WASHINGTON - Any future terrorist attack on the United States probably would originate in Pakistan's western tribal regions, where Al Qaeda leaders have set up their most secure haven since the fall of the Taliban in Afghanistan, the top US military officer said yesterday.
But Admiral Michael G. Mullen, chairman of the Joint Chiefs of Staff, said forcible action to disrupt the militants' planning effort is unlikely for now. Difficulties faced by the new government in Islamabad, including a deteriorating economy, are forcing American and Pakistani leaders to delay any move against extremists.
"I believe fundamentally if the United States is going to get hit, it's going to come out of the planning that the leadership in the FATA is generating, their planning and direction," said Mullen, referring to Pakistan's Federally Administered Tribal Areas. "I'm not saying it is guaranteed it's going to happen, or that it's imminent. But clearly we know the planning is taking place."
Mullen's comments echoed the thinking among many military and intelligence officials but represent one of the starkest assessments yet about the implications of Al Qaeda's ability to reorganize in western Pakistan. Mullen visited the country's troubled border region last week.
Meanwhile, late yesterday, at least 10 Pakistani soldiers were killed on the Pakistani side of the Afghan border as US-led forces in Afghanistan battled militants infiltrating Afghanistan, a security official said today.
The soldiers were killed at a border post in the Mohmand tribal region, Reuters reported. The official did not say how the Pakistani soldiers were killed, but residents in the area said it was believed to have been by an air strike. A government official said a pilotless US drone was suspected to have fired a missile into the area.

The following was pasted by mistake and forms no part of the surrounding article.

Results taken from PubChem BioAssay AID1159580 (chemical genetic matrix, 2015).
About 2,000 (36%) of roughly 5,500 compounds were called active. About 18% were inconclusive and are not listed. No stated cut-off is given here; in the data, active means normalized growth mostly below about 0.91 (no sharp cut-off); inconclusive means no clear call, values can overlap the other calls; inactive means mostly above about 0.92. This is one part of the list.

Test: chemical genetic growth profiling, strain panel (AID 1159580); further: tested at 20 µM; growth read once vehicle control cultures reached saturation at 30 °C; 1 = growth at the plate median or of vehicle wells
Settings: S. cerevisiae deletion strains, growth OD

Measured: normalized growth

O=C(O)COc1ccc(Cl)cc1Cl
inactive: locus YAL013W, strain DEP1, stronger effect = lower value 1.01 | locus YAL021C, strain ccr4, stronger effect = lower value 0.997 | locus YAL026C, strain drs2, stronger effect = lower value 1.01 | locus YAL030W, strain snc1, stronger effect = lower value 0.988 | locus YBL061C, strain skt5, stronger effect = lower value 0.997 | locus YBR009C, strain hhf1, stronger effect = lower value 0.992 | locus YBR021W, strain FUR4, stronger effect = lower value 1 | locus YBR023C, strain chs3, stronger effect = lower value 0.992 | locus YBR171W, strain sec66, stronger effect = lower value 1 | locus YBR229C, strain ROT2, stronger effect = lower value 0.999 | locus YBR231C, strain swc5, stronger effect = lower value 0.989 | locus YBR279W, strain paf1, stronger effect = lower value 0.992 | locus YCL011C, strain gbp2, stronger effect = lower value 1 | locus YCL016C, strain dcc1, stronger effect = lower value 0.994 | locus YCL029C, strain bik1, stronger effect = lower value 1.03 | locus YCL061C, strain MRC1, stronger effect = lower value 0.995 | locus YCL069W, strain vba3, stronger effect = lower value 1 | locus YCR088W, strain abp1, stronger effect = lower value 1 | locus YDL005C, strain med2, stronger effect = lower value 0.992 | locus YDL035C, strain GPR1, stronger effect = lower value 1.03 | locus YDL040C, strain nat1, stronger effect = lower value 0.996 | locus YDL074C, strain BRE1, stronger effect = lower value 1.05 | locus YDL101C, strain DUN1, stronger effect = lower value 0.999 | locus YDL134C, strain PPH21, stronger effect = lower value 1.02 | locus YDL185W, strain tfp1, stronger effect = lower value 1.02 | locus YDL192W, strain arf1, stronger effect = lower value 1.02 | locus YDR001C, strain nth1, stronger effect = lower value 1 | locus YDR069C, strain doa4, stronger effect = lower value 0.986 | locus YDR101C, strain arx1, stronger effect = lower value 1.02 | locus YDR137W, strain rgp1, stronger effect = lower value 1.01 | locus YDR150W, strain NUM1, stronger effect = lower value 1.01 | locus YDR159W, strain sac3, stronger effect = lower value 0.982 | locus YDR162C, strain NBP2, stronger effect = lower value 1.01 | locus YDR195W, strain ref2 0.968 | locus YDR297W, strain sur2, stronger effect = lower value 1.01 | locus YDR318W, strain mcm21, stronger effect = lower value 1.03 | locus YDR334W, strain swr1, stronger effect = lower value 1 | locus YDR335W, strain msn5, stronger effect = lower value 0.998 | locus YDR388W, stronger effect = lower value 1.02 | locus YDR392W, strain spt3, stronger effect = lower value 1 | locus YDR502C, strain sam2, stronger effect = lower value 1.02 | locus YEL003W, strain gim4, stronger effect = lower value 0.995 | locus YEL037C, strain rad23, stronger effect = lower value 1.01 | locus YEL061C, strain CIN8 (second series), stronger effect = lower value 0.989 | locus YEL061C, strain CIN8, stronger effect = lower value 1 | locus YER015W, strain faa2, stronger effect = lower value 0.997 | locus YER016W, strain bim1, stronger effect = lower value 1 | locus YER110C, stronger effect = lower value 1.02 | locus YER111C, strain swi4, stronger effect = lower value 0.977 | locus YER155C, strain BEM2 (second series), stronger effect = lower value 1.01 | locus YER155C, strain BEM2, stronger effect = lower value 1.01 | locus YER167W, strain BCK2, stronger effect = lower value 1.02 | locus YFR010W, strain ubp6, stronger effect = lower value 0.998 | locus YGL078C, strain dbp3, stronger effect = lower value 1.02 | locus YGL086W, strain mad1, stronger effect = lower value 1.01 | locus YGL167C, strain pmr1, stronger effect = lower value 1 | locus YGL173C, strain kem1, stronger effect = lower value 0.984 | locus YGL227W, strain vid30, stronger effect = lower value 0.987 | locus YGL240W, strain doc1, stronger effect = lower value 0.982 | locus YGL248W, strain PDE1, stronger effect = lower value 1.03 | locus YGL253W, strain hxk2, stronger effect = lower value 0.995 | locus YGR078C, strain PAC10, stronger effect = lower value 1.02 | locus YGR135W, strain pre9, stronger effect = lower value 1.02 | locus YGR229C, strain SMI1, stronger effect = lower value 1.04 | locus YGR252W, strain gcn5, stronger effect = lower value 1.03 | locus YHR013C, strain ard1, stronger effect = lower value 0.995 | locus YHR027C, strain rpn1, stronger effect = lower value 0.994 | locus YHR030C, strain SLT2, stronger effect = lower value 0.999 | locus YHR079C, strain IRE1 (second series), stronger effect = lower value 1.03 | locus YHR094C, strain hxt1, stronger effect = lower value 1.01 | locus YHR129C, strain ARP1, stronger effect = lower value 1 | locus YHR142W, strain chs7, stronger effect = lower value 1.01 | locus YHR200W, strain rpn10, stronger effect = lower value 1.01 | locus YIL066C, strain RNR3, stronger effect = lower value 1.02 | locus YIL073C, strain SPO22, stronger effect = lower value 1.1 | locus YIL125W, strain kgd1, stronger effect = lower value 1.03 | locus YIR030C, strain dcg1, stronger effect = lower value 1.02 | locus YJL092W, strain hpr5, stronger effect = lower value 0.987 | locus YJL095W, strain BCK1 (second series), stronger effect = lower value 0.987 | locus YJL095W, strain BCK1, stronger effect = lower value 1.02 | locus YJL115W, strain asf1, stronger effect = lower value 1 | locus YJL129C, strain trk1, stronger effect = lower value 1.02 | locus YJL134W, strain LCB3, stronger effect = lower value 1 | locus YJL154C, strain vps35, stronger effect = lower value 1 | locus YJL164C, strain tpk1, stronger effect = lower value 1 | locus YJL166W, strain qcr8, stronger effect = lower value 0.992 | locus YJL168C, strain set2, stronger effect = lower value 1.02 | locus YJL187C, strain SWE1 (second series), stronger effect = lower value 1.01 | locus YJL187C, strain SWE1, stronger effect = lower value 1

The Pashtun tribal regions have become the primary focus of worldwide US counterterrorism efforts amid intelligence reports that Al Qaeda has been able to regroup to levels not seen since the US invasion of Afghanistan seven years ago.
Mullen's visit, which included meetings with Ashfaq Kiyani, Pakistan's new Army chief, was his third in just six months but his first since the new Pakistani government took office in late March.
The new government has come under criticism for negotiating with extremist groups in the tribal areas, a policy that in the past has been criticized for allowing Taliban and Al Qaeda fighters to regroup. The previous efforts, spearheaded by President Pervez Musharraf, were widely blamed for the resurgence in violence in Afghanistan last year. Musharraf largely abandoned the approach under US pressure.
Mullen said he shared the concerns of international military leaders in Afghanistan, including the outgoing NATO commander, US Army General Dan K. McNeill, that the renewed negotiations were allowing fighters to cross more freely into Afghanistan. Mullen said he pressed Pakistani military leaders to take action to block cross-border attacks.
At the same time, he argued that negotiations with insurgent groups have borne fruit in other countries. He cited US military talks with Sunni extremists in western Iraq, where moderates were won over and violence fell. Because of that, US officials should remain patient as Pakistan engages Pashtun tribes in the west.
But Mullen acknowledged that, unlike in Iraq, failure to dismantle extremist groups in western Pakistan could have a direct bearing on whether Al Qaeda is able to strike the United States.
"In the FATA, it's that patience that runs you right up against that threat," he said. "And that really defines the problem."